Today is your fourth birthday. It’s a hard day for me. Not because your birth was traumatic or because there are negative memories. It’s because you’re growing up. It’s highly likely that you’ll be my last baby and I desperately regret wishing away your infancy. I was totally overwhelmed with your brother and you were just so easy. Yes, you wanted to be held constantly, but that’s nothing the baby carrier couldn’t take care of. I couldn’t wait for you to hold your own bottle or sit up on your own because it would make things just that much easier.

But now, I don’t remember what you were like as a baby. I don’t remember what it felt like to hold you all the time; to feed you and wake up with you in the middle of the night. You crawled early, you walked early, you talked early (and haven’t stopped since) so it’s like you grew up and I missed the whole thing. I’m very sorry for that. I will try harder to savor the moments from now on.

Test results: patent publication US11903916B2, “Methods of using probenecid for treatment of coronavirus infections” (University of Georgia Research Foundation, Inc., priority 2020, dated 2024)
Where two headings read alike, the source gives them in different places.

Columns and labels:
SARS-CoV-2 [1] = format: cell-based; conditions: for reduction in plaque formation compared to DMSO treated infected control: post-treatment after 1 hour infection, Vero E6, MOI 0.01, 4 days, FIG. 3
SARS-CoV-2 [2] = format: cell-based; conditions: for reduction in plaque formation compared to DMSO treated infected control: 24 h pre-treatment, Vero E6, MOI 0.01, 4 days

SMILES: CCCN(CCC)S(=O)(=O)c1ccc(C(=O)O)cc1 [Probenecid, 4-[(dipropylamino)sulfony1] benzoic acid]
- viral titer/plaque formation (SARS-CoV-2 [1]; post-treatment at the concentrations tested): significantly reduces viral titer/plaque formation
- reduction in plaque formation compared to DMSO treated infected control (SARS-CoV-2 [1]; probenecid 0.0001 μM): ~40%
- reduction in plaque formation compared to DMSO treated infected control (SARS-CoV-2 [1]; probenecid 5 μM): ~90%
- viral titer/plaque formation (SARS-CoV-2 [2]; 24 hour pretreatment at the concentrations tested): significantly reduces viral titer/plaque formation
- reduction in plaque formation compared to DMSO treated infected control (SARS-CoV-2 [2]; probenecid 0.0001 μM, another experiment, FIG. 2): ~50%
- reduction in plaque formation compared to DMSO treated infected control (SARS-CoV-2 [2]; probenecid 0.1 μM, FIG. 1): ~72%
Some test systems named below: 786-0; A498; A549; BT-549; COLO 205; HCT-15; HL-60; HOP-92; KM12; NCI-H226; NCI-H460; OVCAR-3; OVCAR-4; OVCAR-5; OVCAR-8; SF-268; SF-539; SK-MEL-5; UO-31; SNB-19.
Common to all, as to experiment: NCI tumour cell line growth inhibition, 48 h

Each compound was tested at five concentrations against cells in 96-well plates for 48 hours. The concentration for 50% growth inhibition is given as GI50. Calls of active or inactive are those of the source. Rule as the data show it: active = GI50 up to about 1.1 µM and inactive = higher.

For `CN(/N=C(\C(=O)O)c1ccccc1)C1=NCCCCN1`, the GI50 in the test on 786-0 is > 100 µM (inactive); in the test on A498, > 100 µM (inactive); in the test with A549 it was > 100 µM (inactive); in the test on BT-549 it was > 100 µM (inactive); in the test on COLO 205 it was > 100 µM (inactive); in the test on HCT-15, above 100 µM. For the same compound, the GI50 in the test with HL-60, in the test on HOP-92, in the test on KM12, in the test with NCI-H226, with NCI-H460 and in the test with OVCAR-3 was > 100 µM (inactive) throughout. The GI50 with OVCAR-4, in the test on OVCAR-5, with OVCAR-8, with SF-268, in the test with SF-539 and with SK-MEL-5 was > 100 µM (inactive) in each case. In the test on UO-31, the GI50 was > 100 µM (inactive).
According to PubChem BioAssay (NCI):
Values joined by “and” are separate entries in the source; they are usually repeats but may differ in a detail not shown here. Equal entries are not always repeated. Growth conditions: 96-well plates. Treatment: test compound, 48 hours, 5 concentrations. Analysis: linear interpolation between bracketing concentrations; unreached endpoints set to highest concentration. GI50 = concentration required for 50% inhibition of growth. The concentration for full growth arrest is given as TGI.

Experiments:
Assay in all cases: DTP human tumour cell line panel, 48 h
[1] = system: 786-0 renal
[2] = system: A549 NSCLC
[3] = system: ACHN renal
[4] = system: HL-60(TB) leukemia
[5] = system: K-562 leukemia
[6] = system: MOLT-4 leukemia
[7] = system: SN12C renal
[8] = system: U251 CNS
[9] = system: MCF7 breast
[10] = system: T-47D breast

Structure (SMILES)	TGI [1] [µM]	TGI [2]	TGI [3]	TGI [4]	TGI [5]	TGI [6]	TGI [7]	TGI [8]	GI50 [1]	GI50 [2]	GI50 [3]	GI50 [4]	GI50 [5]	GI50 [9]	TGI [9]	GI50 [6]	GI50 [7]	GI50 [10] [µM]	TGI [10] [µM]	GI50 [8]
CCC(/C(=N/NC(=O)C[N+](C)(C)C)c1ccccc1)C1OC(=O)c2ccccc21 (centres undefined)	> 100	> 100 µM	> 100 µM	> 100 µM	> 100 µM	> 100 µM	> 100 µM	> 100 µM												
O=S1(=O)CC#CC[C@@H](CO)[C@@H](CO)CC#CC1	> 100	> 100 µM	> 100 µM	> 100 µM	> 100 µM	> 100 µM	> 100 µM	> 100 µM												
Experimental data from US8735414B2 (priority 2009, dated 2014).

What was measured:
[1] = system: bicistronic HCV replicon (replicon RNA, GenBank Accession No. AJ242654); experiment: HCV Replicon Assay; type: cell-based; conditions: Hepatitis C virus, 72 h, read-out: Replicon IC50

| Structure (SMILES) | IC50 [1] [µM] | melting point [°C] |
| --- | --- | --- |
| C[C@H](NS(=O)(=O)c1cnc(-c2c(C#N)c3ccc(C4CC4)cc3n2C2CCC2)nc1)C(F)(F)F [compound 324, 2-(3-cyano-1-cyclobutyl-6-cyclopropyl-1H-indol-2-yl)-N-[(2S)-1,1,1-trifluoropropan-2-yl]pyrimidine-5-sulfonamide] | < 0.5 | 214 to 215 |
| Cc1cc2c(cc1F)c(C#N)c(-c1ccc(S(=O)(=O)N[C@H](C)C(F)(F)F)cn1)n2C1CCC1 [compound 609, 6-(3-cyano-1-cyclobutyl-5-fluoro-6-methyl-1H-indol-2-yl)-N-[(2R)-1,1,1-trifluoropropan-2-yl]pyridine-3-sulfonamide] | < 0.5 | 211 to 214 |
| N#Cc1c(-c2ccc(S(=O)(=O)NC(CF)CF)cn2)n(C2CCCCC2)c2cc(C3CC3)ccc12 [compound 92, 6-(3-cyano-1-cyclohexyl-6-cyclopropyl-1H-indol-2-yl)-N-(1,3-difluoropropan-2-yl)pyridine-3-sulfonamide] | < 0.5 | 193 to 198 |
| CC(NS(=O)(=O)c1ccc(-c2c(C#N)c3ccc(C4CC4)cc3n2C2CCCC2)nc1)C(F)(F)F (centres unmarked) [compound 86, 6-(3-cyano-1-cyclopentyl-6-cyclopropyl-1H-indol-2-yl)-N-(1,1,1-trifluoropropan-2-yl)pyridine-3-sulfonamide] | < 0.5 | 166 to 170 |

Benny, you are so independent and really do know exactly what you want; whether it be two different socks or a glass vs. a blue cup. You mimic so many of my behaviors that it’s scary. We are so much alike it’s alarming and causes us strife from time to time but we’re figuring out how to work with each other. Just this morning you informed me that 4 year olds always listen and have nice behavior so perhaps we’re turning the corner.

I can’t wait to see who you become. It’s been fun to watch your interests blossom and I’m anxious to see you divulge from the path Max has forged and make your own way in this world. You really are a sweet, sunny, little boy and you’ll always be your mama’s baby.

I love you.

Birthday Parties! Am I right?

I’m in the midst of planning another birthday party…which is being held on Sunday. I have a love/hate relationship with birthday parties. I love them, until the day of. Then I hate them because my vision is never really fulfilled. I blame Pinterest. It makes it all seem so EASY.